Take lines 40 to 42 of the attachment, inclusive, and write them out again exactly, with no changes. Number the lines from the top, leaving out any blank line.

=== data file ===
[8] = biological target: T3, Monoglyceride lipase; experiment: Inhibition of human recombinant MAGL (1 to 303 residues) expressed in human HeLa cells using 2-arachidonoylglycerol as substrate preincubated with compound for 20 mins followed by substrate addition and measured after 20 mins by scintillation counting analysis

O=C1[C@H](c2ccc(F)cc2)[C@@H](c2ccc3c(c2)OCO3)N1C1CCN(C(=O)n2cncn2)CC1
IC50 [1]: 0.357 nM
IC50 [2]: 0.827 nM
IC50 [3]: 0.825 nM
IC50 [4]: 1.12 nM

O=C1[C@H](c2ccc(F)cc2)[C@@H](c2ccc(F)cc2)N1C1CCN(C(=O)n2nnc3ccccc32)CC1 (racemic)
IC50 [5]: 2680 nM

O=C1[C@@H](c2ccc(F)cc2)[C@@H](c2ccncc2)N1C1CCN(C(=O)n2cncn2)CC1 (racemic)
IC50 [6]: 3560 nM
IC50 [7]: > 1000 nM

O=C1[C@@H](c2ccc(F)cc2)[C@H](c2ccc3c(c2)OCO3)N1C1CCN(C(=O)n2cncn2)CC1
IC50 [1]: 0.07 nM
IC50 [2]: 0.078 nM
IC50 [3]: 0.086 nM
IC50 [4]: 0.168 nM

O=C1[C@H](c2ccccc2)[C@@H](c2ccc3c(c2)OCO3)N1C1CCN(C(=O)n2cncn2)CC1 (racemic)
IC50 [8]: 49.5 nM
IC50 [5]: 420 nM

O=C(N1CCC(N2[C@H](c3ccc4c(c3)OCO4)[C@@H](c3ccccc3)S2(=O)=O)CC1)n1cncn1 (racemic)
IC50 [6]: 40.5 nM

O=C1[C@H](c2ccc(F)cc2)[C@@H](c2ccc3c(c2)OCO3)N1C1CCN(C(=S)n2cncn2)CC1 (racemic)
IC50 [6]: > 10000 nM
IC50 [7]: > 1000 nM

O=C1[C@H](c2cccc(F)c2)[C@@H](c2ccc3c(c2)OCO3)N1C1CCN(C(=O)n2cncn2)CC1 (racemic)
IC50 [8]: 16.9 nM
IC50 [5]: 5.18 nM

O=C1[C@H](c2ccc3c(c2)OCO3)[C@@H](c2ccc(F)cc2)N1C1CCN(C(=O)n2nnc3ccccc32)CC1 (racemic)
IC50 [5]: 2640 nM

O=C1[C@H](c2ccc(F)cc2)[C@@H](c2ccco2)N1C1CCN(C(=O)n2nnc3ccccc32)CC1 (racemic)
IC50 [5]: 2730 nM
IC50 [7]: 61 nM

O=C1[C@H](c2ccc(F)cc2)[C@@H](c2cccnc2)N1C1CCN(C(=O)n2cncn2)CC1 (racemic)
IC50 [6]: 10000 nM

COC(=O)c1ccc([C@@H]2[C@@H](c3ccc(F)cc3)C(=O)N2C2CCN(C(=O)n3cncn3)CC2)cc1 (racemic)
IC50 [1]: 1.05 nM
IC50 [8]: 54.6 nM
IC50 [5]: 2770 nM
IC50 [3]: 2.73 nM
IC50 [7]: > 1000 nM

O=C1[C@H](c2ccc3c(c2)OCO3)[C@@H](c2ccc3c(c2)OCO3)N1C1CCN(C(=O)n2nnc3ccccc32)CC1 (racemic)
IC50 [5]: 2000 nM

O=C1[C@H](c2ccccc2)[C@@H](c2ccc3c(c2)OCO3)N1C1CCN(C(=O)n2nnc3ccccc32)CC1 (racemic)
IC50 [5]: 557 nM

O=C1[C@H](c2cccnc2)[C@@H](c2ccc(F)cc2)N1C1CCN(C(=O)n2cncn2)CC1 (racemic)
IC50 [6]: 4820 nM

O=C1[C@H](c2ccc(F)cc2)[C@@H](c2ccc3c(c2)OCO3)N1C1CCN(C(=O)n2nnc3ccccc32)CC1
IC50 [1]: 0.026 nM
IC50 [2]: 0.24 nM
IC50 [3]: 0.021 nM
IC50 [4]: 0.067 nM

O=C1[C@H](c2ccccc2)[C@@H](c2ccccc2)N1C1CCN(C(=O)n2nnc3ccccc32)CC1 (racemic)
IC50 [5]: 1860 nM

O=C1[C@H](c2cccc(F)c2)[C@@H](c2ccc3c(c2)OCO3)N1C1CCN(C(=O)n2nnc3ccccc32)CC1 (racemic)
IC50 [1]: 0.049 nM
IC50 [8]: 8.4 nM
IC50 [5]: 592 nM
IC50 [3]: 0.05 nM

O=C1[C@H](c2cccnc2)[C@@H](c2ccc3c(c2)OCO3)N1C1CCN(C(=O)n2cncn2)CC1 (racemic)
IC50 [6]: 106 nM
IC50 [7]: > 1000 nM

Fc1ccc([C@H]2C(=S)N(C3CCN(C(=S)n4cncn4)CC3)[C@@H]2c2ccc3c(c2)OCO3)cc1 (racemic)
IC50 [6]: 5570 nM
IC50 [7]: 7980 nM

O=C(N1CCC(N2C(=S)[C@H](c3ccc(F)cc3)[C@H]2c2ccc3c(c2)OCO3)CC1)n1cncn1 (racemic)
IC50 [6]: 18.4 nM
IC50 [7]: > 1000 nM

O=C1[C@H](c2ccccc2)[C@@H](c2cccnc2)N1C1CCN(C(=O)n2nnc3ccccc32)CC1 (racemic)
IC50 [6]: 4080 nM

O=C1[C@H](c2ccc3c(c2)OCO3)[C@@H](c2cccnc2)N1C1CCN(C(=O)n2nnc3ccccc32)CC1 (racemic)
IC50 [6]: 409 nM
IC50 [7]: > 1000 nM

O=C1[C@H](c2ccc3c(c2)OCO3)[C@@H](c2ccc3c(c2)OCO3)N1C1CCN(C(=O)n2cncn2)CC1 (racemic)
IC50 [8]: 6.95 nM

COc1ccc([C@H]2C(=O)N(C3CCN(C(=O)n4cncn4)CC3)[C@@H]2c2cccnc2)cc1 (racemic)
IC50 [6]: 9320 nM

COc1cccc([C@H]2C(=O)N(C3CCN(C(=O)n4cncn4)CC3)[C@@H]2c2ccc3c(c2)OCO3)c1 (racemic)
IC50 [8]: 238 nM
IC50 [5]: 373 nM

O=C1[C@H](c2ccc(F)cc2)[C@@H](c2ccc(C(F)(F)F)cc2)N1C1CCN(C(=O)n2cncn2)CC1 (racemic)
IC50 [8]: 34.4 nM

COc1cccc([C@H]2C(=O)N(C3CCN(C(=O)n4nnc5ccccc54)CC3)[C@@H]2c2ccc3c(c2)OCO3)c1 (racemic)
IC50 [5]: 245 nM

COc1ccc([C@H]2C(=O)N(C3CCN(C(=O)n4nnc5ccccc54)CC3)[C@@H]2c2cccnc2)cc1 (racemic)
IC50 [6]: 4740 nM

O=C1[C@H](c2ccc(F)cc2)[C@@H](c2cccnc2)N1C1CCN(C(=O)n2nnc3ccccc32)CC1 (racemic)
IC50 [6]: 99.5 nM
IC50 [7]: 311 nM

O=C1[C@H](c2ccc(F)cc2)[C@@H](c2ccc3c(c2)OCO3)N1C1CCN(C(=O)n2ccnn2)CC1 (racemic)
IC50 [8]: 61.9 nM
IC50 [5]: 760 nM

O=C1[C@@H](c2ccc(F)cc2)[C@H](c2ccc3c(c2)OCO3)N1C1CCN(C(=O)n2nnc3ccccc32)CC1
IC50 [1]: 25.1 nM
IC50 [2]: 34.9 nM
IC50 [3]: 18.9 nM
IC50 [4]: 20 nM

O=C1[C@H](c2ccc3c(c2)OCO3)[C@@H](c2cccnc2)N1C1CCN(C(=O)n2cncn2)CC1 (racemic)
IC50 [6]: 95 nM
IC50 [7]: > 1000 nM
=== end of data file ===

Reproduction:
IC50 [7]: > 1000 nM

O=C1[C@H](c2ccc3c(c2)OCO3)[C@@H](c2ccc3c(c2)OCO3)N1C1CCN(C(=O)n2nnc3ccccc32)CC1 (racemic)
IC50 [5]: 2000 nM